A local cancer survivor is working hard to spread awareness about colorectal cancer with a certain message that he feels saved his life -- No matter how embarrassing or trivial one's symptoms may be, it’s important to talk to your doctor.
March is Colorectal Cancer Awareness Month and Corfu resident Walt Kolmetz is helping to publicize the importance of screening for the disease. He'll be featured on WNED-TV tomorrow at 9 p.m. (Monday, March 28) with another showing on April 11 on ThinkBright and Well TV, also at 9 p.m.
Kolmetz told The Batavian about his personal journey, which started when he applied for a new job. He went through a physical and found out he had high blood pressure.
“I’ve always been in good shape and an athlete, so I thought it was weird and went to my doctor,” he said.
His doctor, whose also a friend, prescribed medicine to try and lower the numbers and asked to see him again in a month. But his blood pressure was still quite high.
“At that point, I mentioned to my doctor that I’d been noticing traces of blood in my stool,” he said. “Yeah, it’s embarrassing but I figured I should just let him know.”
Kolmetz’s doctor suggested that even though he was 41, he should have a colonoscopy done.
“You know, they say you don’t need to get a colonoscopy until you’re 50. Doctors and insurance companies and all of them say it,” Kolmetz said. “Well, if we had waited until I was 50 I wouldn’t be sitting here today.”
He found out about his tumor the day of the test. It was a stage two tumor that was developing into a stage three. The doctor walked into the room, gave the bad news and left.
Kolmetz and his wife, Lisa, didn’t know what to do. They contacted Roswell Hospital and were told to expect a phone call with more information. Then, using a few contacts and friends he made during his days as a paramedic, Kolmetz called some people in the medical field to recommend where he should go.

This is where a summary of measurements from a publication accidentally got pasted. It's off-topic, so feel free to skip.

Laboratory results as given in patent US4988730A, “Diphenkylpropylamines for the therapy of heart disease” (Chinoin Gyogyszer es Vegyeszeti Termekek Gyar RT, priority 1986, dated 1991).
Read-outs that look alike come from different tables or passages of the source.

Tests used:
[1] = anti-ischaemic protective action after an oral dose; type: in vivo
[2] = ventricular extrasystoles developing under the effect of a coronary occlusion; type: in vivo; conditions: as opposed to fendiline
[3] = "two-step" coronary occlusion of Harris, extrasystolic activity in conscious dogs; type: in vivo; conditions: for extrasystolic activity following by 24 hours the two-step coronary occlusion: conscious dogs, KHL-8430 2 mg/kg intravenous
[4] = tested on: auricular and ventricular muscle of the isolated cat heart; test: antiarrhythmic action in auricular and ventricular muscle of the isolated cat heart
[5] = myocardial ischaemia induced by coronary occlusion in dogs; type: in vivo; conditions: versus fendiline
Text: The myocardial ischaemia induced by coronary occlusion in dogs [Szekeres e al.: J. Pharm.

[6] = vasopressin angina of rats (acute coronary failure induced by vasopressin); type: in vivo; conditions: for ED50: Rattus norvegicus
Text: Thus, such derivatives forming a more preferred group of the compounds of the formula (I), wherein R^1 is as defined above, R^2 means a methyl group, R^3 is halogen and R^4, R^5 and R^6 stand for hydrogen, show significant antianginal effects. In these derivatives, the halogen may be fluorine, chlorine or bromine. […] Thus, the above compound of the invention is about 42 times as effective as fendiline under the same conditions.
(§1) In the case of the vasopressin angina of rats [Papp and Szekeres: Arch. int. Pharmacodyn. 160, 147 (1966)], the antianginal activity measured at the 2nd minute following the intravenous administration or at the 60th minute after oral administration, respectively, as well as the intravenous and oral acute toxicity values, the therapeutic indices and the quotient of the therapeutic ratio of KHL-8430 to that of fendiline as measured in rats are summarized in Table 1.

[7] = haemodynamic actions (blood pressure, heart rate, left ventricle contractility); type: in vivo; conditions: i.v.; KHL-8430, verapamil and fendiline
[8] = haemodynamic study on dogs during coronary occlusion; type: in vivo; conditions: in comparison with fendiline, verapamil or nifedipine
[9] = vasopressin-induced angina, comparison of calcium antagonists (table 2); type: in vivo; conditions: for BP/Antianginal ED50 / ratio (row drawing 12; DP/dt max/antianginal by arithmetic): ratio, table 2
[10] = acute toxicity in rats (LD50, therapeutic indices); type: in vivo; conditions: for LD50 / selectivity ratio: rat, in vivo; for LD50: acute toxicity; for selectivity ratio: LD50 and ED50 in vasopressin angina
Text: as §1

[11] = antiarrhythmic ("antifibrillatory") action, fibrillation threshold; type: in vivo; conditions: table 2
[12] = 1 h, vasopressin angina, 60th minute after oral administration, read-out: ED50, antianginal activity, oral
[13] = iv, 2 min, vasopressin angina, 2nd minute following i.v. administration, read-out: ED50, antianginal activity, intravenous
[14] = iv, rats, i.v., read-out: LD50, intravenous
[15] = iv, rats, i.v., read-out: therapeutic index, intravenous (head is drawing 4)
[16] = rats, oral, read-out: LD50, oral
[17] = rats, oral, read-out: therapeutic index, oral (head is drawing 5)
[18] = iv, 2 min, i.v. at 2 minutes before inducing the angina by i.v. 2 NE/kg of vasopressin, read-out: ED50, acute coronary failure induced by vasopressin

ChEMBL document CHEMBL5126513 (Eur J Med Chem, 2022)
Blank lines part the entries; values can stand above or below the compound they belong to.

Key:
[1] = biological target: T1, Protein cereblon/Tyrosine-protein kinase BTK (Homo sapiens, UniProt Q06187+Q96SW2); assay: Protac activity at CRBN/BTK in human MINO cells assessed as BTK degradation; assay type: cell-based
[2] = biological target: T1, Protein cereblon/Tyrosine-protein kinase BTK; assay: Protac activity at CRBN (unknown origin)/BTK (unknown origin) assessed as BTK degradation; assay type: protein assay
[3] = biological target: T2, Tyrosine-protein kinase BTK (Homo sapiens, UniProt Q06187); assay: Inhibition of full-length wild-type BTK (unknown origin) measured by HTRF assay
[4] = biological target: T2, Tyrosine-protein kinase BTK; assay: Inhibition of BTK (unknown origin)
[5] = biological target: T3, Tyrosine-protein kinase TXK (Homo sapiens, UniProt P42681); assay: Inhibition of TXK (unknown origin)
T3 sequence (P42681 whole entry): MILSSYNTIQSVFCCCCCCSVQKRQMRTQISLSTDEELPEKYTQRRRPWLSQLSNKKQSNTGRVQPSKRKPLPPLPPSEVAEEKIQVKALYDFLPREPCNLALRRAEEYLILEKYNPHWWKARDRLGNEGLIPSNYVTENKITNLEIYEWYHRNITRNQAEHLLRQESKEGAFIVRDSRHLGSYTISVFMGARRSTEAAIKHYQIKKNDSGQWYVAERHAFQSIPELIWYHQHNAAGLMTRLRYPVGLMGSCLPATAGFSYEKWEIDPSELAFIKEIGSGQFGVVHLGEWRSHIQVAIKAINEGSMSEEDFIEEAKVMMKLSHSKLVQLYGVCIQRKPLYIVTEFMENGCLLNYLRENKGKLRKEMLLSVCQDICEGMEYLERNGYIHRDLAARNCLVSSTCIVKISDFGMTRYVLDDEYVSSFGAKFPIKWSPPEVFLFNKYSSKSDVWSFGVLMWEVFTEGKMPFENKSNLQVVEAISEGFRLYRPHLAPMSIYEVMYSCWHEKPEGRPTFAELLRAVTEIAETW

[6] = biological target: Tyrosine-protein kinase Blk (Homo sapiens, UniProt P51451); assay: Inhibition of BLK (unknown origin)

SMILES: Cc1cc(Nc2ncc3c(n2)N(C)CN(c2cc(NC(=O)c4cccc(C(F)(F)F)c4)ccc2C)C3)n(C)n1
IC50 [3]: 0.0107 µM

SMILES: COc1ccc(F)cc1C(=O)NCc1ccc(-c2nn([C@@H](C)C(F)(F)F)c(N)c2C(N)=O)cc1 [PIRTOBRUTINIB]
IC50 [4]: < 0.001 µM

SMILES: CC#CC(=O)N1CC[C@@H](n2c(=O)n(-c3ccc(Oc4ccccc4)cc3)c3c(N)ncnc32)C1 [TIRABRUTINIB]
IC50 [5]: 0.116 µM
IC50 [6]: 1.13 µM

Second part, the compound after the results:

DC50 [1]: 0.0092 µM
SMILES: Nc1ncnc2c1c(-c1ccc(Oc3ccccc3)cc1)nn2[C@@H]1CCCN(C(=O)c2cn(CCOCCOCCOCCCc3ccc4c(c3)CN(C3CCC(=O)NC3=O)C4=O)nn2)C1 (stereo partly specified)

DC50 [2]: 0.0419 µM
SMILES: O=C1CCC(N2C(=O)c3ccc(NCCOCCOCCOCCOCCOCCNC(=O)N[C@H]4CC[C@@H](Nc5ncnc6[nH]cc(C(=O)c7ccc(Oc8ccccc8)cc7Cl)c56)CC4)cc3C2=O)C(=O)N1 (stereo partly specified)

He ended up going to Buffalo General Hospital to see Dr. Mamauhod Kuylat. Within one week, he was on the operating table having his tumor removed.
“Technically, you’re cancer free once the tumor is removed but chemotherapy and radiation are (used) to make sure there isn’t one cell left with the cancer in it,” Kolmetz explained.
He went through the arduous treatment while continuing to work. He recalls the difficulty he had dealing with a colostomy bag.
“It was hell,” he said. “And no one knew how to help. The doctors, nurses and even my at-home nurse just didn’t know.”
Kolmetz remembered that his greatest fear was the possibility of having a colostomy bag for the rest of his life. He remembers having seriously painful rashes and embarrassing moments.
“There should be some kind of support group or informational group for people who have to deal with colostomy bags,” he said. “I’d be more than willing to be involved because I can tell you firsthand that there’s a real need for a group like this.”
Although it was an awful 21 weeks, Kolmetz says it's all worth it for the opportunity to see his kids grow up and to enjoy this life as much as he can. He only hopes that his survival story can help others take charge of their health.
“I feel obligated because I’ve been blessed,” he said. “Even though I went through a lot with this, I need to try and enlighten people to say ‘Hey, just talk to your doctor, your body is trying to tell you things and don’t be embarrassed.'”